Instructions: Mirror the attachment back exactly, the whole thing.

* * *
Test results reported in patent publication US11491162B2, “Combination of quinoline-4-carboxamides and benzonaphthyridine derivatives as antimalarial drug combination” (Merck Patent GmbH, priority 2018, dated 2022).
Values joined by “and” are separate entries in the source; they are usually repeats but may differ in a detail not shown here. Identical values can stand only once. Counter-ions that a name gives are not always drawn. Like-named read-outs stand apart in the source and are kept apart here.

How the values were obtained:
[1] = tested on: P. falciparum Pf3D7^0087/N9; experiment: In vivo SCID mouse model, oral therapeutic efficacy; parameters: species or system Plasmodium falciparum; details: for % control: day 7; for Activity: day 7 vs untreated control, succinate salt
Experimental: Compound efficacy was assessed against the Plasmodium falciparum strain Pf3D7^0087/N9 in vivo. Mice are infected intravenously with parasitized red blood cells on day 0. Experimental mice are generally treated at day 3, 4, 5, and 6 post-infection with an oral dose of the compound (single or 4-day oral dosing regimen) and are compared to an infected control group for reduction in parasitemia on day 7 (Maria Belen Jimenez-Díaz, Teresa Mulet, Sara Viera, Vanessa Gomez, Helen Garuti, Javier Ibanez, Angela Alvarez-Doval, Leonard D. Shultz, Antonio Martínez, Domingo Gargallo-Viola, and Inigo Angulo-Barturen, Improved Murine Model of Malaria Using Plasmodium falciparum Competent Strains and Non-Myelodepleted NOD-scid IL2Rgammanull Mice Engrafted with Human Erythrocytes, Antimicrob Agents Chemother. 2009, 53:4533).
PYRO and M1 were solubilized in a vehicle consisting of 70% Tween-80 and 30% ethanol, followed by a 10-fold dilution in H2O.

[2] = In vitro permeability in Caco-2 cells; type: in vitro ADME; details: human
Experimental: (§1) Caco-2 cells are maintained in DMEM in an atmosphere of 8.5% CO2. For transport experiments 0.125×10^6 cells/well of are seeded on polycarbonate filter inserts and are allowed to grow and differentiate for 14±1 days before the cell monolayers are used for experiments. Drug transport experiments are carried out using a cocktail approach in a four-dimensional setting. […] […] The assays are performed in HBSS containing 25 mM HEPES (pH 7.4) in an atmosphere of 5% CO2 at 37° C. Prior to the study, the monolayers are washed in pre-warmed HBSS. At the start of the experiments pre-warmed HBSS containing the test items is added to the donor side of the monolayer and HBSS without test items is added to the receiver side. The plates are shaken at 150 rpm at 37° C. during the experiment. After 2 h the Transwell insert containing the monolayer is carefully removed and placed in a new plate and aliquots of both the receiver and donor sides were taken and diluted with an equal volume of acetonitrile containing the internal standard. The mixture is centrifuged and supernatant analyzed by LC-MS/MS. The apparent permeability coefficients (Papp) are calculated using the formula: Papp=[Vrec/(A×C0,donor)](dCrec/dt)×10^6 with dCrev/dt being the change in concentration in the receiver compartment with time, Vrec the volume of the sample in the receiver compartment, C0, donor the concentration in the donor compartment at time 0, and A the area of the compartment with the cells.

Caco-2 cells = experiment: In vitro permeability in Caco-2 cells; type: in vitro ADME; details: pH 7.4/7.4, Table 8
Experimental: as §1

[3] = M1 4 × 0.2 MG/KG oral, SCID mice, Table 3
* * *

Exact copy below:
Test results reported in patent publication US11491162B2, “Combination of quinoline-4-carboxamides and benzonaphthyridine derivatives as antimalarial drug combination” (Merck Patent GmbH, priority 2018, dated 2022).
Values joined by “and” are separate entries in the source; they are usually repeats but may differ in a detail not shown here. Identical values can stand only once. Counter-ions that a name gives are not always drawn. Like-named read-outs stand apart in the source and are kept apart here.

How the values were obtained:
[1] = tested on: P. falciparum Pf3D7^0087/N9; experiment: In vivo SCID mouse model, oral therapeutic efficacy; parameters: species or system Plasmodium falciparum; details: for % control: day 7; for Activity: day 7 vs untreated control, succinate salt
Experimental: Compound efficacy was assessed against the Plasmodium falciparum strain Pf3D7^0087/N9 in vivo. Mice are infected intravenously with parasitized red blood cells on day 0. Experimental mice are generally treated at day 3, 4, 5, and 6 post-infection with an oral dose of the compound (single or 4-day oral dosing regimen) and are compared to an infected control group for reduction in parasitemia on day 7 (Maria Belen Jimenez-Díaz, Teresa Mulet, Sara Viera, Vanessa Gomez, Helen Garuti, Javier Ibanez, Angela Alvarez-Doval, Leonard D. Shultz, Antonio Martínez, Domingo Gargallo-Viola, and Inigo Angulo-Barturen, Improved Murine Model of Malaria Using Plasmodium falciparum Competent Strains and Non-Myelodepleted NOD-scid IL2Rgammanull Mice Engrafted with Human Erythrocytes, Antimicrob Agents Chemother. 2009, 53:4533).
PYRO and M1 were solubilized in a vehicle consisting of 70% Tween-80 and 30% ethanol, followed by a 10-fold dilution in H2O.

[2] = In vitro permeability in Caco-2 cells; type: in vitro ADME; details: human
Experimental: (§1) Caco-2 cells are maintained in DMEM in an atmosphere of 8.5% CO2. For transport experiments 0.125×10^6 cells/well of are seeded on polycarbonate filter inserts and are allowed to grow and differentiate for 14±1 days before the cell monolayers are used for experiments. Drug transport experiments are carried out using a cocktail approach in a four-dimensional setting. […] […] The assays are performed in HBSS containing 25 mM HEPES (pH 7.4) in an atmosphere of 5% CO2 at 37° C. Prior to the study, the monolayers are washed in pre-warmed HBSS. At the start of the experiments pre-warmed HBSS containing the test items is added to the donor side of the monolayer and HBSS without test items is added to the receiver side. The plates are shaken at 150 rpm at 37° C. during the experiment. After 2 h the Transwell insert containing the monolayer is carefully removed and placed in a new plate and aliquots of both the receiver and donor sides were taken and diluted with an equal volume of acetonitrile containing the internal standard. The mixture is centrifuged and supernatant analyzed by LC-MS/MS. The apparent permeability coefficients (Papp) are calculated using the formula: Papp=[Vrec/(A×C0,donor)](dCrec/dt)×10^6 with dCrev/dt being the change in concentration in the receiver compartment with time, Vrec the volume of the sample in the receiver compartment, C0, donor the concentration in the donor compartment at time 0, and A the area of the compartment with the cells.

Caco-2 cells = experiment: In vitro permeability in Caco-2 cells; type: in vitro ADME; details: pH 7.4/7.4, Table 8
Experimental: as §1

[3] = M1 4 × 0.2 MG/KG oral, SCID mice, Table 3